Friday, September 18, 2009

To remember when teaching a child

"It's not showing, but sharing and feeling. What do we care if the [child] fails to remember the name of a wild flower? Does he remember its fragrance; the texture of its leaves? Does he know where to find it? And does he know, not because someone told him he should know, but because for him it is a thing of enjoyment and beauty?" -Steve Van Matre

I am homeschooling my daughter this year. I should say, I am homeschooling all three children, because even my 3 and 1.5 year old participate. But my primary focus is on the 5 year old. Some days are better than others, some are filled with insight and learning, and others seem to be a waste of time. I remind myself that public school is no different. Every day we make prayer and scripture study part of our lives, and the kids get to watch me, and participate with me, in repenting and seeking the Savior's guidance as I search the scriptures. Every now and then I'll come across a scripture I think would serve them well, and we set out to memorize it. It's good exercise for all our memories!

I try to remind myself as we read, that what is most important is that they learn to whom to turn (some proper grammar there for my mother,) for comfort and peace, and a remission for their sins. I do not care, at this point, if they know the Lord's prayer by heart, as long as they learn to plead with the Lord from the heart. I help them pray that the Lord will help them learn to read, write, count; help them learn to skip and tie their shoes, and help me to be calm and in control of myself so I can teach without fear. By making prayer a part of learning, they are not threatened by my authority. It is not just MOM trying to force knowledge on them, but a loving Heavenly Father who is helping them. They are much more open when we approach it from that angle. Especially my head-strong daughter!

Kaylee takes to homeschooling naturally. She despises someone teaching her. She prefers to teach herself, based on the examples she sees. The other day she copied down letters from a printed text she found lying around. I was impressed at how studiously she worked--for over an hour she practiced her writing skills and making her letters smaller and more clear. She would ask me the name of the letter, and repeat it with me several times, then get to work on another. I didn't force her to stop, she stopped when she was ready. I didn't make her do it at all. She took pleasure in learning, and set about teaching herself for the joy of it!

She would definitely have problems in school, because she chaffs so much against authority, and she refuses to be led or controlled. It was when this aspect of her personality came out that she and I started to battle on a daily basis. She was 18 months old when it began. I remember it like it was yesterday. It grew stronger and stronger, and I countered it with stronger and stronger negative reactions as she grew older. I was trying to control her, and she was insistent that never, no matter what, even in the face of hurt and pain, emotional or physical, would she ever surrender her precious agency. It wasn't until Kirk Martin's philosophies came along that I considered that perhaps she was made this way for a purpose, and I, through my efforts against this side of her, was frustrating that purpose.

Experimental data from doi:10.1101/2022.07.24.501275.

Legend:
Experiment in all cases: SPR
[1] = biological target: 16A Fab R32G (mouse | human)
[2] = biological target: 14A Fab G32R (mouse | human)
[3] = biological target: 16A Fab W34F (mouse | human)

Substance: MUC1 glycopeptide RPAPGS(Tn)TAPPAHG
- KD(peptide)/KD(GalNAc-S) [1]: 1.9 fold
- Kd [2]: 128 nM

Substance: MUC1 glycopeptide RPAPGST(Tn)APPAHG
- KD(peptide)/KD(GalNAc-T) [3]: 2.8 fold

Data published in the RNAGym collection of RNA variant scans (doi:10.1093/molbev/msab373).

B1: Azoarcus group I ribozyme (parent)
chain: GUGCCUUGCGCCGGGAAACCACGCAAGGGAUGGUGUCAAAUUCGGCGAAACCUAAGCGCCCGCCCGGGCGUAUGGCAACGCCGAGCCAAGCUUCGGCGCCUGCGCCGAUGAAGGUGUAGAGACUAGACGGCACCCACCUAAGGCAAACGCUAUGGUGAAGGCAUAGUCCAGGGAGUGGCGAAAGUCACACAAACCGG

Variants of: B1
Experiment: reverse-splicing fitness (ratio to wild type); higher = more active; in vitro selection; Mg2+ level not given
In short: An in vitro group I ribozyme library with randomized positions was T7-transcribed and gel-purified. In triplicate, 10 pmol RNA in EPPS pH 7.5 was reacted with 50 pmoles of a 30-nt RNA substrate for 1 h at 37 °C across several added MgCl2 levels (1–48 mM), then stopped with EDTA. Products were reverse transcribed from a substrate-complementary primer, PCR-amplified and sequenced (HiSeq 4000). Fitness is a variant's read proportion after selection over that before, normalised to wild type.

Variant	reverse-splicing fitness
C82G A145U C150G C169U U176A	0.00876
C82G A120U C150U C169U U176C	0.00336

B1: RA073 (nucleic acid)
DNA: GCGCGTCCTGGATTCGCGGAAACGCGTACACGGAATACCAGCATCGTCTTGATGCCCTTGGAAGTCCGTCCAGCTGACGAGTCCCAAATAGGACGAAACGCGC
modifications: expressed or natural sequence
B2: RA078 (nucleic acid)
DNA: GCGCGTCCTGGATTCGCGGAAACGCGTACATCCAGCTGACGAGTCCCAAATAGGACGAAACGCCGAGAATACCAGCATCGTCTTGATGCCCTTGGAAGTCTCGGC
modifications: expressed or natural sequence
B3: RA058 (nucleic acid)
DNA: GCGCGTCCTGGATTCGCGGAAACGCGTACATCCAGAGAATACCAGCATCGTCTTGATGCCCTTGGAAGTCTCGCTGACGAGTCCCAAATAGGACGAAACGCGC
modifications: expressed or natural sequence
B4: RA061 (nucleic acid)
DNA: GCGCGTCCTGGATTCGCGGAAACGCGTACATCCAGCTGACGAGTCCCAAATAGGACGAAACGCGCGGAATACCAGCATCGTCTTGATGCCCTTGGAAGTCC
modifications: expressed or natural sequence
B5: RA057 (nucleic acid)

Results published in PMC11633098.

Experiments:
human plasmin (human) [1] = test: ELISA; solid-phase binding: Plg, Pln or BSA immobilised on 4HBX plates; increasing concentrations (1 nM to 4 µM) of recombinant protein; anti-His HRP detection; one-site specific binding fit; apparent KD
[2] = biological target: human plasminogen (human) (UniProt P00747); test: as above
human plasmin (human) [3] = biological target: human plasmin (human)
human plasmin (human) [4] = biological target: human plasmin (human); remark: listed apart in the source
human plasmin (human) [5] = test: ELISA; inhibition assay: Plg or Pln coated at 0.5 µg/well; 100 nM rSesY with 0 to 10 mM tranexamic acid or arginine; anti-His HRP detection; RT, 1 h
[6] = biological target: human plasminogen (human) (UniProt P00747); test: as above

I realize now that some children, including her, are made to be independent, and I have grown to love that about her. I do send her to preschool so that she can learn to work in a group, and learn leadership skills, as well as respect for other authority besides just parents. I want to teach her the necessary things of society, but I also don't want to kill her love for self-teaching. So I am seeking to nurture that natural love, and develop it. I hope it lasts a lifetime!

Do you control yourself, or does your 'self' control you?'

"This is just the way I am."
"It's the way I was raised, so..."
"This is my personality."
"I've been this way ever since I can remember. There's nothing I can do about it."
"I can't help it. I was born this way."

Have you ever uttered these phrases? I know I have. All of the above statements are excuses for complacency in unhappiness, and for us mothers, that unhappiness spreads to our children. Not sometimes, all the time. If we are simply a victim of our personalities, then we don't have to try to change, because change would be impossible.

Why don't we want to change? Why is it easier to do the same things we've always done? Is it laziness? No. There is no such thing as laziness. I am a firm believer of that, and so is Kirk Martin, my most quoted philosopher. "Lazy" is a put-down, as hurtful as "stupid" and we should never use the word to describe ourselves or anyone else. But what is the cause for lack of progress, growth, and hard work, if it's not laziness?

There can be many causes for this hiding from progression. It can be lack of vision, direction, motivation, but today I want to address the one that is often the most elusive. Safety. There is always fear, no matter how old you are, of the unknown. If none of my family or friends do things my way, I'm alone in my thinking, and it is scary. I firmly believe humans are herd animals, and it takes overcoming the herd instincts to discover our higher nature. There is a false perception of safety in a herd. We think that if we do what everyone else is doing we will be fine.

But all too often, herds are in danger and don't know it. They follow eachother off of cliffs and into high water, and wander into dangerous places where they are attacked by preditors. If we truly want to be safe, we have to rear up on our hind legs, and look out ahead to where the herd is going, and search those few sheep who've been to the edges of the clearings, and ask what they have seen. Safety is not garunteed, even then, but we will not make the same mistakes as we would have if we weren't paying attention. Think of how scary it would be for a sheep who's only looked at the ground and followed the sheep next to him, to stop and raise his head above the crowd, to see where they are going.